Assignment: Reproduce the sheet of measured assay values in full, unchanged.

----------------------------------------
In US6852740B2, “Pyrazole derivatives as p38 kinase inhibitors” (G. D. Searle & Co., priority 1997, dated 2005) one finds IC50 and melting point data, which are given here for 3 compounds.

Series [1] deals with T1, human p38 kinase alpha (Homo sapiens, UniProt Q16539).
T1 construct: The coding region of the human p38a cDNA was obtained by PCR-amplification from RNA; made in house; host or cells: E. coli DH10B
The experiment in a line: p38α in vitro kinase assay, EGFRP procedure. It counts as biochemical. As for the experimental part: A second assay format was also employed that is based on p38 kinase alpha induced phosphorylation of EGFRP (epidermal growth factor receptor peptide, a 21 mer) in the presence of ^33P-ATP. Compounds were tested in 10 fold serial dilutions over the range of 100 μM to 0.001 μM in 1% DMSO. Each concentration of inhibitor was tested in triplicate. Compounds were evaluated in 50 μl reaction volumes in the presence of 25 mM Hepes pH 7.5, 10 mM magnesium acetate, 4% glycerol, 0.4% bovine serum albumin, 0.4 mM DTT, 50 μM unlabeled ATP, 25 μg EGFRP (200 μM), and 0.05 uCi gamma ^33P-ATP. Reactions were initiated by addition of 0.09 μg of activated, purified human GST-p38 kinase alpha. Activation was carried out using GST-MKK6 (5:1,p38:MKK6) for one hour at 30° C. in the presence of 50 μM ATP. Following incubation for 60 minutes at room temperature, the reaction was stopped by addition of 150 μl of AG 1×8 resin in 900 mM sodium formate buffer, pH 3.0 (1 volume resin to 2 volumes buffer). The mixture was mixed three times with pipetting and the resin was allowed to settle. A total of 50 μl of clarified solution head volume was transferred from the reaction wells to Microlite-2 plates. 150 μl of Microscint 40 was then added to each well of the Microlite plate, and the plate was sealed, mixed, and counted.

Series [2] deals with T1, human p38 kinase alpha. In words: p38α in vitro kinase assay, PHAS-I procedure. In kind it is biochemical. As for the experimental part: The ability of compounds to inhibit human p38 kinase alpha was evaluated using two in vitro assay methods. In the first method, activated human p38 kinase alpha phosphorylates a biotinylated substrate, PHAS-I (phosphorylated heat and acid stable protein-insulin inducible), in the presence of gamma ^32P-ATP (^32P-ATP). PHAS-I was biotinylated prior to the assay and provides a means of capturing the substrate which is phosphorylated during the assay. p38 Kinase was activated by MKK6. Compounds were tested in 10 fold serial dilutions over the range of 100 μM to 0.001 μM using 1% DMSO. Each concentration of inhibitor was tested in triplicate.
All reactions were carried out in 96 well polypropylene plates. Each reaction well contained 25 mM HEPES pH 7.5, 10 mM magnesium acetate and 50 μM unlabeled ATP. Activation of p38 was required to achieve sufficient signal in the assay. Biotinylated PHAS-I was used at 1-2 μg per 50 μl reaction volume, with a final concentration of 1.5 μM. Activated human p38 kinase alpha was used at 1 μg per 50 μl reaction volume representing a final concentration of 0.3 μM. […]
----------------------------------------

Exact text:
In US6852740B2, “Pyrazole derivatives as p38 kinase inhibitors” (G. D. Searle & Co., priority 1997, dated 2005) one finds IC50 and melting point data, which are given here for 3 compounds.

Series [1] deals with T1, human p38 kinase alpha (Homo sapiens, UniProt Q16539).
T1 construct: The coding region of the human p38a cDNA was obtained by PCR-amplification from RNA; made in house; host or cells: E. coli DH10B
The experiment in a line: p38α in vitro kinase assay, EGFRP procedure. It counts as biochemical. As for the experimental part: A second assay format was also employed that is based on p38 kinase alpha induced phosphorylation of EGFRP (epidermal growth factor receptor peptide, a 21 mer) in the presence of ^33P-ATP. Compounds were tested in 10 fold serial dilutions over the range of 100 μM to 0.001 μM in 1% DMSO. Each concentration of inhibitor was tested in triplicate. Compounds were evaluated in 50 μl reaction volumes in the presence of 25 mM Hepes pH 7.5, 10 mM magnesium acetate, 4% glycerol, 0.4% bovine serum albumin, 0.4 mM DTT, 50 μM unlabeled ATP, 25 μg EGFRP (200 μM), and 0.05 uCi gamma ^33P-ATP. Reactions were initiated by addition of 0.09 μg of activated, purified human GST-p38 kinase alpha. Activation was carried out using GST-MKK6 (5:1,p38:MKK6) for one hour at 30° C. in the presence of 50 μM ATP. Following incubation for 60 minutes at room temperature, the reaction was stopped by addition of 150 μl of AG 1×8 resin in 900 mM sodium formate buffer, pH 3.0 (1 volume resin to 2 volumes buffer). The mixture was mixed three times with pipetting and the resin was allowed to settle. A total of 50 μl of clarified solution head volume was transferred from the reaction wells to Microlite-2 plates. 150 μl of Microscint 40 was then added to each well of the Microlite plate, and the plate was sealed, mixed, and counted.

Series [2] deals with T1, human p38 kinase alpha. In words: p38α in vitro kinase assay, PHAS-I procedure. In kind it is biochemical. As for the experimental part: The ability of compounds to inhibit human p38 kinase alpha was evaluated using two in vitro assay methods. In the first method, activated human p38 kinase alpha phosphorylates a biotinylated substrate, PHAS-I (phosphorylated heat and acid stable protein-insulin inducible), in the presence of gamma ^32P-ATP (^32P-ATP). PHAS-I was biotinylated prior to the assay and provides a means of capturing the substrate which is phosphorylated during the assay. p38 Kinase was activated by MKK6. Compounds were tested in 10 fold serial dilutions over the range of 100 μM to 0.001 μM using 1% DMSO. Each concentration of inhibitor was tested in triplicate.
All reactions were carried out in 96 well polypropylene plates. Each reaction well contained 25 mM HEPES pH 7.5, 10 mM magnesium acetate and 50 μM unlabeled ATP. Activation of p38 was required to achieve sufficient signal in the assay. Biotinylated PHAS-I was used at 1-2 μg per 50 μl reaction volume, with a final concentration of 1.5 μM. Activated human p38 kinase alpha was used at 1 μg per 50 μl reaction volume representing a final concentration of 0.3 μM. […]